• When you are writing about an important life event, consider what you may have learned from it. If you have gained any wisdom from a certain situation, include that in your story. It could be a learning moment for the person with whom you’re sharing!
  • Be vulnerable. Tell the whole story, even if it may be a sad one. Emotional reflection is healthy, and looking back in order to write a story like this may help you gain new perspective even now. Whatever events you’re describing, happy or not so happy, they shaped you into the person you are today. If there are certain details that you don’t want to share, you don’t have to share them. If you would rather change names to protect others, you can! This is your story, so you control what goes into it.
  • Be descriptive! Give colorful details, rather than just stating the facts. Appeal to the senses in your writing. This will allow your readers or listeners to make a stronger connection with your story.
  • Include memorabilia. If you have been holding on to trinkets or photos that may connect with the memories in your stories, share them! This helps your family add a level of significance to the story. They can see what you looked like at the time, see the other people who played a part, or touch an item that was significant to you at the time!

If you have trouble writing or typing, using a video or voice recorder is a great way to preserve your stories! There are also groups in various places across the country who get together to write and share their stories on a regular basis.

Have fun sharing the story of you!

Written by Chanel Bell

Monday, 29 June 2015 17:04

Watch for Dehydration this Summer

Nashville retirement livingLike country star Keith Urban sang, “It’s gonna be a long, hot summer.”

Temperatures are already climbing in Nashville, and that makes it extra important to stay comfortable, healthy, and safe. The heat can be extra hard on those with chronic illnesses, the very young, and furry friends who live outdoors.

Here are our top tips for staying as cool as Johnny Cash even when the mercury climbs:

Beware of dehydration. It’s easy for it to sneak up on you. The University of Chicago Medical Center found that 40% of heat-related fatalities in the U.S. were among people over 65. This is for a number of reasons, including naturally decreased water retention that comes with age, medications that may affect elders’ ability to stay hydrated, and issues with kidney function.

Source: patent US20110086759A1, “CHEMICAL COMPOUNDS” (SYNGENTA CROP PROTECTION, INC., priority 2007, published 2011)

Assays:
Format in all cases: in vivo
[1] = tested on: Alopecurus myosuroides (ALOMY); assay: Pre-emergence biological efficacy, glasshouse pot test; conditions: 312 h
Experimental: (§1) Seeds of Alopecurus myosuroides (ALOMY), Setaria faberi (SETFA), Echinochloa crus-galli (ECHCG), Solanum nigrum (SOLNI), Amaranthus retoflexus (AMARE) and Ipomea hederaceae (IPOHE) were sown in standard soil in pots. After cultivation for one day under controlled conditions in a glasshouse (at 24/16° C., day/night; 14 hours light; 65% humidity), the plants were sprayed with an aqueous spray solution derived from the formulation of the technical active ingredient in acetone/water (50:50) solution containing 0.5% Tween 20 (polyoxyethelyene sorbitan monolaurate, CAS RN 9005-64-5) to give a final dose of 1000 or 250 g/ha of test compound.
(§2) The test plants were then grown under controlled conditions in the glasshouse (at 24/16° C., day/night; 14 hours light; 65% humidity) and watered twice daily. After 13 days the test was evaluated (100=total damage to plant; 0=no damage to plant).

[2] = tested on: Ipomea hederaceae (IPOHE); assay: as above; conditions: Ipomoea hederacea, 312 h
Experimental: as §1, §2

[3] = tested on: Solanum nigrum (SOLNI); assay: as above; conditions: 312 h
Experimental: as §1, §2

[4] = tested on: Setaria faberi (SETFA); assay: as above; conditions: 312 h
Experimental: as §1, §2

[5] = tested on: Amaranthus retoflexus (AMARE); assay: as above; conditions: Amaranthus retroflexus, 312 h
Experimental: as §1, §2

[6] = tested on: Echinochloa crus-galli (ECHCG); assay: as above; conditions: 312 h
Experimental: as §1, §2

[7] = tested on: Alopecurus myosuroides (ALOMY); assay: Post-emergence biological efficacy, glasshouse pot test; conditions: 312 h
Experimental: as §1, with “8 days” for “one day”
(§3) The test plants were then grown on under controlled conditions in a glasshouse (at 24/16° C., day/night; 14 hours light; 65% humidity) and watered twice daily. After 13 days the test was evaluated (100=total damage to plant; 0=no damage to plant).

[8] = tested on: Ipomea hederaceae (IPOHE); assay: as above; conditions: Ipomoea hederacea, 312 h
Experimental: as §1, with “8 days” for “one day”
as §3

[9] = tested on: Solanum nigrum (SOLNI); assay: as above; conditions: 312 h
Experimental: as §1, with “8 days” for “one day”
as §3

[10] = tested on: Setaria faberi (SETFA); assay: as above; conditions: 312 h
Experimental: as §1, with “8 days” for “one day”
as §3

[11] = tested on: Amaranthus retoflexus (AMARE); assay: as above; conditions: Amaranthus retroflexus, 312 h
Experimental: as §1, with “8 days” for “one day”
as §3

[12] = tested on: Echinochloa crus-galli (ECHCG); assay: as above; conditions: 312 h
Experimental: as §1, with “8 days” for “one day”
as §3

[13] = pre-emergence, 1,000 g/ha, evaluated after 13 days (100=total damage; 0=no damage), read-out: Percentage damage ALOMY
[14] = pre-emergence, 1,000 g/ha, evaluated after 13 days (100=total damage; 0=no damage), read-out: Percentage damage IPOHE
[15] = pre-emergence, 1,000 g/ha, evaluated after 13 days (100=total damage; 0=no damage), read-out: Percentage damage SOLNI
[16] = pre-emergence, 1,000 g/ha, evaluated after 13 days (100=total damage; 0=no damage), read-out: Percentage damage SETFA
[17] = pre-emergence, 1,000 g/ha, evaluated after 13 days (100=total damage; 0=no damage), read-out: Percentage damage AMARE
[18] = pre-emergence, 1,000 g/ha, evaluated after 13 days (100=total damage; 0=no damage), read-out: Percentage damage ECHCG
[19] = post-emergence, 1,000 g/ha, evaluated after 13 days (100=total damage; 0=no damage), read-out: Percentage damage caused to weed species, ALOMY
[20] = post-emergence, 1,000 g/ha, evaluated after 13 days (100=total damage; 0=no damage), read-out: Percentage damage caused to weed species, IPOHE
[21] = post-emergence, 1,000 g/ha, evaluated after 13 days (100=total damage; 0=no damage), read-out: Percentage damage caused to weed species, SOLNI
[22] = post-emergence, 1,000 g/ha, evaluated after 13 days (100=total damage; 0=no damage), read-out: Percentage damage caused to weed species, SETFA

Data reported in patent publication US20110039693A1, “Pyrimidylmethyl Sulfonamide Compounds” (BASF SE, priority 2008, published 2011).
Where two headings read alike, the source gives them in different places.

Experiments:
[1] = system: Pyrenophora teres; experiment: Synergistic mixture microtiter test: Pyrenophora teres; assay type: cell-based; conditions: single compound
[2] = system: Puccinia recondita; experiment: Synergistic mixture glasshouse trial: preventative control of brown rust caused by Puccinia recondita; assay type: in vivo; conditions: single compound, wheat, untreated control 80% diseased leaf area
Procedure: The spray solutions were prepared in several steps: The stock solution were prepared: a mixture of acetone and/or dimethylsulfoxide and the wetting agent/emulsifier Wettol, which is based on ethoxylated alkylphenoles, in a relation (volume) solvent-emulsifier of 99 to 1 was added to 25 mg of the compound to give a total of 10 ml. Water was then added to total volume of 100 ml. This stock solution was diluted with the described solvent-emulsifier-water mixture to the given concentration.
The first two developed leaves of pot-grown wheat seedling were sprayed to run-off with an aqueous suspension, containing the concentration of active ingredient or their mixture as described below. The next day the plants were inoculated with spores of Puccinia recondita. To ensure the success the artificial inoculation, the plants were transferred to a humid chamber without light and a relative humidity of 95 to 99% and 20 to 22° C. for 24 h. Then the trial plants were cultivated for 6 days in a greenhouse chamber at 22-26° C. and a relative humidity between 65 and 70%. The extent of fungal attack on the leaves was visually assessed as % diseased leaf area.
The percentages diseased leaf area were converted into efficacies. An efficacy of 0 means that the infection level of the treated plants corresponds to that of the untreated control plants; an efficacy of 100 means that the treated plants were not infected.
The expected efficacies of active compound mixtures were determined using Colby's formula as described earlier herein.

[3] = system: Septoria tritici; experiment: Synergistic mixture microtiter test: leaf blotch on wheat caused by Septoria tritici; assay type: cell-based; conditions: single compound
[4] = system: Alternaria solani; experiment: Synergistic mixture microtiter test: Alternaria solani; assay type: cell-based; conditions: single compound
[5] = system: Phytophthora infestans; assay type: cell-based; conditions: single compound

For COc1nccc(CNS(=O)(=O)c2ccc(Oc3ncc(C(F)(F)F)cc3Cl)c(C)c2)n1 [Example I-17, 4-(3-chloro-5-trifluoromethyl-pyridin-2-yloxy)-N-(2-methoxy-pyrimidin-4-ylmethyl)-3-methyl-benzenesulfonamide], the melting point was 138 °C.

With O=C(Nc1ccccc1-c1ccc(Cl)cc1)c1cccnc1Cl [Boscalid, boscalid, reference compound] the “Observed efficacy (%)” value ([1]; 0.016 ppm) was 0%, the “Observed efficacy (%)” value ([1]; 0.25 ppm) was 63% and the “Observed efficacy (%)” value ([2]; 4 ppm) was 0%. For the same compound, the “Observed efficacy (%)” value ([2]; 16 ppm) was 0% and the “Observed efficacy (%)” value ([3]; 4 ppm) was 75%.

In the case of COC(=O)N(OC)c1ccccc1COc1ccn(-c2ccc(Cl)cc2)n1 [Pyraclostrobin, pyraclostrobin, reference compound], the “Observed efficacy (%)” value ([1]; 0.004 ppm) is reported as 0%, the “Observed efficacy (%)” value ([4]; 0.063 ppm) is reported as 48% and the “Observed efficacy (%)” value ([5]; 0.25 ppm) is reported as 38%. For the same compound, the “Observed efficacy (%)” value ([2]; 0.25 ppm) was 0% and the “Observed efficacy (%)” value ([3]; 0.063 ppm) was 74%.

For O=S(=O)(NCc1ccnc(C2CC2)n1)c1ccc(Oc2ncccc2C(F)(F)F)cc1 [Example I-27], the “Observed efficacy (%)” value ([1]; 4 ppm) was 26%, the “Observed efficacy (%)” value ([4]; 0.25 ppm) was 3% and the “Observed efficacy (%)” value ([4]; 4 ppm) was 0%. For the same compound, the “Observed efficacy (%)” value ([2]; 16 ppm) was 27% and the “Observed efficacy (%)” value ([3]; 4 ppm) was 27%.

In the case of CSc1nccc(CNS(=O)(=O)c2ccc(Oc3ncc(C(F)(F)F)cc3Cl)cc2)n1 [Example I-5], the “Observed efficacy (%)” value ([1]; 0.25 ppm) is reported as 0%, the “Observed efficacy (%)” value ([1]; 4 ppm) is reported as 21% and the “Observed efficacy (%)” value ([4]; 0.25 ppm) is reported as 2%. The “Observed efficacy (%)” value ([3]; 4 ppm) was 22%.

Symptoms of dehydration can include problems with walking or falling, dizziness or headaches, dry or sticky mouth and tongue, sunken eyes, inability to sweat or produce tears, rapid heart rate, low blood pressure or blood pressure that drops when changing from lying to standing, constipation and decreased urine.

Maybelle Carter’s staff of caregivers are trained to look out for symptoms like these and to help residents stay healthy and comfortable. However, friends and loved ones may want to take note of how they can stay equally refreshed during scorching Southern summers. Often by the time you feel thirsty, you’re already considerably dehydrated. Sip water throughout the day, and avoid drinks like coffee, tea, or soda that can contribute to dehydration even if they feel like they’re wetting your whistle. Skip alcoholic beverages in favor of mocktails, too, during the warmer months.

Avoid going outdoors when the sun’s rays are strongest and temperatures are highest. The sun’s ray’s heat things up and increase UV ray exposure from noon until late afternoon. Often temperatures peak between noon and 4 PM, depending on the weather. Stay inside where there is air conditioning or a fan and snack on foods like cucumbers, bell peppers, melon, or fruit instead of salty chips or pretzels.

If you lack air conditioning, there are plenty of places in Nashville you can head to beat the heat. See a movie, take a walk through your local shopping mall, the Nashville Public Library on Church Street, or grab a couple scoops at Jenni’s Splendid Ice Creams in East Nashville. Pinewood Social is a fun spot where you can grab a bite to eat, enjoy bowling indoors, or have a drink poolside. And of course, there is always the opportunity to catch a show at the Ryman Auditorium!

Written by Meghan O'Dea

Nashville senior livingAs Virgil Kraft once said, “Spring shows what God can do with a drab and dirty world.” Spring cleaning applies just as much to nature’s blossoms and fresh breezes as it does to how you tackle your home after winter. One of the perks of retirement living is that so many of the daily chores are taken care of, and cleaning takes place on the regular. Still, it can feel nice to refresh your life in a few simple ways to stay in tune with the spirit of the season. Here are our five times for senior spring cleaning:

  1. Cut out the clutter! It’s easy to let odds and ends accumulate, from old batteries to schwa like koozies and pens from your bank or events around town. Receipts, paperback books you’ve finished with, old toiletries, back-dated magazines, completed crossword puzzles, the list goes on and on. Take back your space from the clutter. If there’s a junk drawer or basket that’s been filling up, a pile of papers you need to file or recycle, or a medicine cabinet overflowing, now is the time to sort through everything and decide what to keep and what needs to go. You might find along the way that there are several categories of items you could group together in the future to stay organized and keep the clutter at by all year long.